Heart palpitations happen when you can feel your heart flutter or beat rapidly. They can occur both when you are active and resting. Heart palpitations are not usually serious, but can be a sign of an underlying heart condition.
Certain individuals are more at risk for palpitations. They include those who are under stress or feel a high amount of anxiety. In other cases, things like nicotine, caffeine or certain medications that contain stimulants, such as some asthma inhalers, may cause heart palpitations.
More serious causes of heart palpitations involve individuals with a known heart condition and those with an overactive thyroid gland. Individuals with these medical conditions should see their doctor immediately. You should also consult a physician if you are concerned about the duration and frequency of your heart palpitations, or if you become lightheaded, develop shortness of breath or experience chest pain.
Your doctor can run tests that will help determine the cause of your heart palpitations. The most common test is the electrocardiogram (ECG), in which probes are attached to your arms and chest so that the electrical activity that helps your heart beat is monitored. You may also need a Holter monitor, a portable ECG that is worn for 24 to 72 hours and gives a more in-depth reading. A chest X-ray can show if your heart is enlarged, and blood studies can confirm the existence of an overactive thyroid.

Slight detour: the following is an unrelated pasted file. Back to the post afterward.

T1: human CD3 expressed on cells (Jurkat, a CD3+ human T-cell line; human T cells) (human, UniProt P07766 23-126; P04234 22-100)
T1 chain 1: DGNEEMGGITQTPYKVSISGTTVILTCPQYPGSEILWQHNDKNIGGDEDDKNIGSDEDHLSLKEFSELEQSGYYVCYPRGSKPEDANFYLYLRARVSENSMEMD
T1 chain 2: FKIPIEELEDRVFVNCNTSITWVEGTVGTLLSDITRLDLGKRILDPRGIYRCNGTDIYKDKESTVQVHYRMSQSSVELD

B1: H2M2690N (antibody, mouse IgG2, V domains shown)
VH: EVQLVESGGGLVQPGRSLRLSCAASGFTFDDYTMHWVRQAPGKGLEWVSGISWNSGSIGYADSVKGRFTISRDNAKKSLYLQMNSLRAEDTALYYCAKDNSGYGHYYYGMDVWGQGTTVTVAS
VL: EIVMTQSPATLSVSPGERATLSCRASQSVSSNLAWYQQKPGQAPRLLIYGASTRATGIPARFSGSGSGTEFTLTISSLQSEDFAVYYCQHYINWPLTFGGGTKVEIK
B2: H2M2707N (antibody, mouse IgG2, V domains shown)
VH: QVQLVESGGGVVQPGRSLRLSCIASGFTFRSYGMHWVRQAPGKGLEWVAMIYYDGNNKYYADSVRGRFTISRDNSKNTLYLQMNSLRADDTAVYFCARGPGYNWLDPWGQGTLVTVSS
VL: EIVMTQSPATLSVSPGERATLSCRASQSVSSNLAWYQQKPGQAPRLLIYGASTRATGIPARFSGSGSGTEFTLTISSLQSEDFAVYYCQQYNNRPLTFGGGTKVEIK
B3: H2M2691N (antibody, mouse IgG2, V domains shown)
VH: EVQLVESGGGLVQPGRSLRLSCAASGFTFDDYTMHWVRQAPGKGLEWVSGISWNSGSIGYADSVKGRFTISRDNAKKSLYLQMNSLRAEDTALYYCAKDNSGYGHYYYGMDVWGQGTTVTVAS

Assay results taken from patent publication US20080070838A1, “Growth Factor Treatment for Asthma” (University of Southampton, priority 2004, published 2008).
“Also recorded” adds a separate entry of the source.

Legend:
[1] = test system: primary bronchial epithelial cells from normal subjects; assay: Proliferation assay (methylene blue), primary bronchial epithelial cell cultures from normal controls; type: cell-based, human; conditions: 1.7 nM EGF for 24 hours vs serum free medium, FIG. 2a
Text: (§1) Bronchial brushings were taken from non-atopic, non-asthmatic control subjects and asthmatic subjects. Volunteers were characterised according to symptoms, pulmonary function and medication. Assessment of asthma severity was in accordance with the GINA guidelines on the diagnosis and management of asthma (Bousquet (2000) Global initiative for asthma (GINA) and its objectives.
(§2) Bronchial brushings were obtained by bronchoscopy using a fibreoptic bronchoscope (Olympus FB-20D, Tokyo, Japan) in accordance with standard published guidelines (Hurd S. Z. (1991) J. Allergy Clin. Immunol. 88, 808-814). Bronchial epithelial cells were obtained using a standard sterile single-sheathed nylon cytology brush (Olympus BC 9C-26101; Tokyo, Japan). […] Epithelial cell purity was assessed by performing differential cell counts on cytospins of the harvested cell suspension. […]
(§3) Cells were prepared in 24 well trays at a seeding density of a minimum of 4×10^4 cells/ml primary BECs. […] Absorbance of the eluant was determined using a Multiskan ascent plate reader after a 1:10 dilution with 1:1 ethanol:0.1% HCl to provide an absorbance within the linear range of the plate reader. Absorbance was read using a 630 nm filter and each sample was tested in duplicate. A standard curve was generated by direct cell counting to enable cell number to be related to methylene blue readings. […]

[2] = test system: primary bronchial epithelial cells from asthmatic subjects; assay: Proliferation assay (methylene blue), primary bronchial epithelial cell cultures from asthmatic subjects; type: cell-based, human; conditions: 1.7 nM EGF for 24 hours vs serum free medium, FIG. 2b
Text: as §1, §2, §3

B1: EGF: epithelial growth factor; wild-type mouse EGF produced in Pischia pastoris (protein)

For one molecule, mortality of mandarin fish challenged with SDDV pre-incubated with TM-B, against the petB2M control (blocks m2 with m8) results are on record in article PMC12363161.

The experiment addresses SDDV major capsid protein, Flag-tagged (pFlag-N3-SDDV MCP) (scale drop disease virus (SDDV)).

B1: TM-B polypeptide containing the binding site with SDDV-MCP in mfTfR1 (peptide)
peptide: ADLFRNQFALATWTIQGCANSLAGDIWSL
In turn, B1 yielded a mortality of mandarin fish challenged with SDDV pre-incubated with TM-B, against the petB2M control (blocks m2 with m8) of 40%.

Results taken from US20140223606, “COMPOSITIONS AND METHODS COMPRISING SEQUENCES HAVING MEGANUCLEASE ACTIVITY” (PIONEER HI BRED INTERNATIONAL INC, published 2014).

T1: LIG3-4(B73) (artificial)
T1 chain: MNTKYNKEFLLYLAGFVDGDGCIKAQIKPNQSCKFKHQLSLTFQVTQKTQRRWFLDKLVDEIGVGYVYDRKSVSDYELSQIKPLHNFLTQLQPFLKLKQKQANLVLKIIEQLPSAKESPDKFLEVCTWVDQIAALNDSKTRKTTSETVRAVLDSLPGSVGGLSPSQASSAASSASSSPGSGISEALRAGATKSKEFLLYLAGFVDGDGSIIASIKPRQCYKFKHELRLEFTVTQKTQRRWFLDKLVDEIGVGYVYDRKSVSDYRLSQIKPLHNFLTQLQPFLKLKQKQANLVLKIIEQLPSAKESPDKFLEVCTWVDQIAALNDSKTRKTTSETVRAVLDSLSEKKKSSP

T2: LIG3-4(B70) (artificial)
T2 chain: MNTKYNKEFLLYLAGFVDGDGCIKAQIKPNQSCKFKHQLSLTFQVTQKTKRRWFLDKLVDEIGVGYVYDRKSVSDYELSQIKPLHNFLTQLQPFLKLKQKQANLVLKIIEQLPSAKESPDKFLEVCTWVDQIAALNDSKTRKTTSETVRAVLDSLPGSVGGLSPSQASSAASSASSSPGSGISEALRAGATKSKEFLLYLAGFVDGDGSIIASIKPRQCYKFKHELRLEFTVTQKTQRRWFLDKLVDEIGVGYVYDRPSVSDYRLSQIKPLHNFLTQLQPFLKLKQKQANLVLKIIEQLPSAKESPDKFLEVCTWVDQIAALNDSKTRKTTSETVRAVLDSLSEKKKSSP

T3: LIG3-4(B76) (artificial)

Palpitations due to a serious medical condition may require medication or surgery. However, most heart palpitations do not require either treatment. To reduce your susceptibility to heart palpitations, you can reduce your caffeine or nicotine intake, or if you exercise, make sure to include warm-up and cool-down activities to give your heart a gradual chance to change pace. Finally, if your doctor has ruled out serious causes, you can try home remedies such as magnesium supplements, foods rich in omega-3 fatty acids, or grape juice, since some people find these helpful in reducing palpitations.